Besides, we weren't even really sure what his name was. Was it Cardale or Cordale? He called himself Cordale, but...he was a bit of a joker? Didn't matter. Cordale was Cardale, and Cardale was a man-child. Huge body. Huge arm. Huge personality. Huge pipeline. But Braxton was the future. Better Ohio State's bench than Michigan's roster.
Exit Tressel, the engineer of the Glenville Pipeline. Cardale's letter of intent was the very first one received by Ohio State's fax machine that February morning, but he switched to a grayshirt and attended Fork Union Military Academy out of high school for Luke Fickell's interim season and Miller's first season at quarterback.
Buckeye fans hadn't thought about FUMA since former Penn State linebacker recruit Eddie George passed through it on his way to Columbus in 1991. They didn't give it too much thought. Tatgate was devouring the program and they just wanted 2011 to end.
Cardale roomed with future NFL Offensive Player of the Year Michael Thomas at FUMA. The hype for Cardale's impending arrival In Columbus in 2012 - with Miller beginning his sophomore season as the returning starter - was basically non-existent.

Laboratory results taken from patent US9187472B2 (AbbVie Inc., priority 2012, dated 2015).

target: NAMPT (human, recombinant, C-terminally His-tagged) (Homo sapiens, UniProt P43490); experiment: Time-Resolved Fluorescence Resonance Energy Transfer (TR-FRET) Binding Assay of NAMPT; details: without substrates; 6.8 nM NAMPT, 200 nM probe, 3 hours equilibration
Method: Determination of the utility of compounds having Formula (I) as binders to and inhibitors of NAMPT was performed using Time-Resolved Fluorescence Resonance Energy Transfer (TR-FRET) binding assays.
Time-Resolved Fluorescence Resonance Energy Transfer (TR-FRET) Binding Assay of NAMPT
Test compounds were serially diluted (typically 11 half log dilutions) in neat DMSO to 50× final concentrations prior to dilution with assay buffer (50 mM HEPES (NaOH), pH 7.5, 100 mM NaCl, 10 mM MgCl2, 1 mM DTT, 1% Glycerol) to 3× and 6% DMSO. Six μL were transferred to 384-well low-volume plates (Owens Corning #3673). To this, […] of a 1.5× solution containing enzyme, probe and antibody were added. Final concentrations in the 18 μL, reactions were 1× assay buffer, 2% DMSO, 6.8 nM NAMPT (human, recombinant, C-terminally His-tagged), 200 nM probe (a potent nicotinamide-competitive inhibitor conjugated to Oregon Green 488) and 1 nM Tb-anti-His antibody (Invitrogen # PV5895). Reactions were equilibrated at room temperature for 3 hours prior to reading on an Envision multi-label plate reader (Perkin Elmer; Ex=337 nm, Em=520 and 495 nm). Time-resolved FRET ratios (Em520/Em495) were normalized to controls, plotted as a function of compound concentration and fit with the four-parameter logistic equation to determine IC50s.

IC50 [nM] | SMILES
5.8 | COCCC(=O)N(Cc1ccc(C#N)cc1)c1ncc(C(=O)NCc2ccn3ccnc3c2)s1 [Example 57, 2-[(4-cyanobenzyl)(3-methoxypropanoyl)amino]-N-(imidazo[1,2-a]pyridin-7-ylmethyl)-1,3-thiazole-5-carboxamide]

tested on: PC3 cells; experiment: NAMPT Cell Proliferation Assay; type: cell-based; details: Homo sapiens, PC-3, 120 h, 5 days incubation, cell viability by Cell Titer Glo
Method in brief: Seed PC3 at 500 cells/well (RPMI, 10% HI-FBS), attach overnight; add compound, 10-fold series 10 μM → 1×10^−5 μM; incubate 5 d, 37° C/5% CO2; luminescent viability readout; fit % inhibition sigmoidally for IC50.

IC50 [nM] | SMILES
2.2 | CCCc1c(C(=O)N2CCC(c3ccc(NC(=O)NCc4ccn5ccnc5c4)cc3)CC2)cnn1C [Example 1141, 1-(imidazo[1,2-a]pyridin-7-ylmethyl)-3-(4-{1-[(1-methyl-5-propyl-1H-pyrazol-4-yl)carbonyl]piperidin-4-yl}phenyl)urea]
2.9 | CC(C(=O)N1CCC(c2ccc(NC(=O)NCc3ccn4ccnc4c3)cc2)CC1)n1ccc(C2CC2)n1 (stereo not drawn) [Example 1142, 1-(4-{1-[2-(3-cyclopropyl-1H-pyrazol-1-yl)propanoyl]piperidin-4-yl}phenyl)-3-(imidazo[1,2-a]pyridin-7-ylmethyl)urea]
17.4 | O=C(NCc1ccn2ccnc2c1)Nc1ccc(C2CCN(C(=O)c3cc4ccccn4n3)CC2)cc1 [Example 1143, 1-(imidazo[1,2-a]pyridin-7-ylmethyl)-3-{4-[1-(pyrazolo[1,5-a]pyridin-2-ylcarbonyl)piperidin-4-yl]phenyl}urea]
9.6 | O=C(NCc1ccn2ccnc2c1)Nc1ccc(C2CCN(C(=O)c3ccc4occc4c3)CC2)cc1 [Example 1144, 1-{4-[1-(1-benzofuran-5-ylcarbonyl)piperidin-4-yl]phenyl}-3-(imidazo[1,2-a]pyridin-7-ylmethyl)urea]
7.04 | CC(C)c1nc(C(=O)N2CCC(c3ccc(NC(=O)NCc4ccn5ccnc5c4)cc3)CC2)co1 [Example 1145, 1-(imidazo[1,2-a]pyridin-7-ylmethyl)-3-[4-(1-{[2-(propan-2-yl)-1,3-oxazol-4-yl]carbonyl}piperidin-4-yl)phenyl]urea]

Cardale was depth. Cardale was Pipeline. Cardale would be on the sideline.
Enter Urban Meyer. Enter Tom Herman. Enter J.T. Barrett. Kenny Guiton was already there. The QB room was now not only full, it had a viable position coach as well. From 2012-2013, Cardale completed one pass and rushed for 17 yards. But that's not what people remember about Cardale from 2012-2013.
Exit Miller, whose quarterback career ended in fall camp. Everyone in the queue moved up one. Cardale, the kid known for the tweet, was now Ohio State's backup. Scary! Number 12 in your program, number three in QB evaluations and now number two on the depth chart.
He conducted janitorial services during the 2014 season, cleaning up after blowouts and occasionally delighting audiences by lighting up his high school teammate or leaping hapless defenders in a single bound.
Turned out Cardale was kind of fun! But mostly because he only played whenever the Buckeyes were winning by insurmountable points. Cardale only showed up when winning was happening!
Exit Barrett. Jones took 12 total snaps against his favorite team from his childhood in his college career, and three of them were victory formation kneel-downs. All he had to do was not mess up Brady Hoke's funeral pyre, and he didn't.